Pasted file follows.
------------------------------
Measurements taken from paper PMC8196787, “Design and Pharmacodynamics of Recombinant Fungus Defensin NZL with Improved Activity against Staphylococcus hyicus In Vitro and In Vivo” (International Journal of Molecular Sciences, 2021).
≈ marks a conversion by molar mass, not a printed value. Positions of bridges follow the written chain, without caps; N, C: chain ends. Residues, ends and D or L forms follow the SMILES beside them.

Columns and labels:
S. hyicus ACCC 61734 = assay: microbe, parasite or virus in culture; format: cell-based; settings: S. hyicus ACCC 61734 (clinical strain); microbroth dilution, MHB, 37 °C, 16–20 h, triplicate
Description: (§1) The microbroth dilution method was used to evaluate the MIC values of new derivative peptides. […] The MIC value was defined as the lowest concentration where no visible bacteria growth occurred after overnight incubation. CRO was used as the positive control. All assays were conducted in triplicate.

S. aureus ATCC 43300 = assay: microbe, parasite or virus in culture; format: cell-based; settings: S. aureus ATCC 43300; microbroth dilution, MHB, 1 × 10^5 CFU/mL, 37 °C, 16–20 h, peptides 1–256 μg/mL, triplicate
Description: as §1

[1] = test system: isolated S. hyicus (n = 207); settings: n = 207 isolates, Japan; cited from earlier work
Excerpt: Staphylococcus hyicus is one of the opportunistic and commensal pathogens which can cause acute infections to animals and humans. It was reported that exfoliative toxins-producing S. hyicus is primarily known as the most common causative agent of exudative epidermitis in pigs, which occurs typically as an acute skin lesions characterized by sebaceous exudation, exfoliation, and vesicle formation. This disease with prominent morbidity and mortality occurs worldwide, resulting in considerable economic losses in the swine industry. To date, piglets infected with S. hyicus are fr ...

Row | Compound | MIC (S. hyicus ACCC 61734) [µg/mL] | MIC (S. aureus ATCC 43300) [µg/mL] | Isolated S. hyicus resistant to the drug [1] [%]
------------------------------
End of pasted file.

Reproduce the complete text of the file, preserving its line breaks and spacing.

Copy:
Measurements taken from paper PMC8196787, “Design and Pharmacodynamics of Recombinant Fungus Defensin NZL with Improved Activity against Staphylococcus hyicus In Vitro and In Vivo” (International Journal of Molecular Sciences, 2021).
≈ marks a conversion by molar mass, not a printed value. Positions of bridges follow the written chain, without caps; N, C: chain ends. Residues, ends and D or L forms follow the SMILES beside them.

Columns and labels:
S. hyicus ACCC 61734 = assay: microbe, parasite or virus in culture; format: cell-based; settings: S. hyicus ACCC 61734 (clinical strain); microbroth dilution, MHB, 37 °C, 16–20 h, triplicate
Description: (§1) The microbroth dilution method was used to evaluate the MIC values of new derivative peptides. […] The MIC value was defined as the lowest concentration where no visible bacteria growth occurred after overnight incubation. CRO was used as the positive control. All assays were conducted in triplicate.

S. aureus ATCC 43300 = assay: microbe, parasite or virus in culture; format: cell-based; settings: S. aureus ATCC 43300; microbroth dilution, MHB, 1 × 10^5 CFU/mL, 37 °C, 16–20 h, peptides 1–256 μg/mL, triplicate
Description: as §1

[1] = test system: isolated S. hyicus (n = 207); settings: n = 207 isolates, Japan; cited from earlier work
Excerpt: Staphylococcus hyicus is one of the opportunistic and commensal pathogens which can cause acute infections to animals and humans. It was reported that exfoliative toxins-producing S. hyicus is primarily known as the most common causative agent of exudative epidermitis in pigs, which occurs typically as an acute skin lesions characterized by sebaceous exudation, exfoliation, and vesicle formation. This disease with prominent morbidity and mortality occurs worldwide, resulting in considerable economic losses in the swine industry. To date, piglets infected with S. hyicus are fr ...

Row | Compound | MIC (S. hyicus ACCC 61734) [µg/mL] | MIC (S. aureus ATCC 43300) [µg/mL] | Isolated S. hyicus resistant to the drug [1] [%]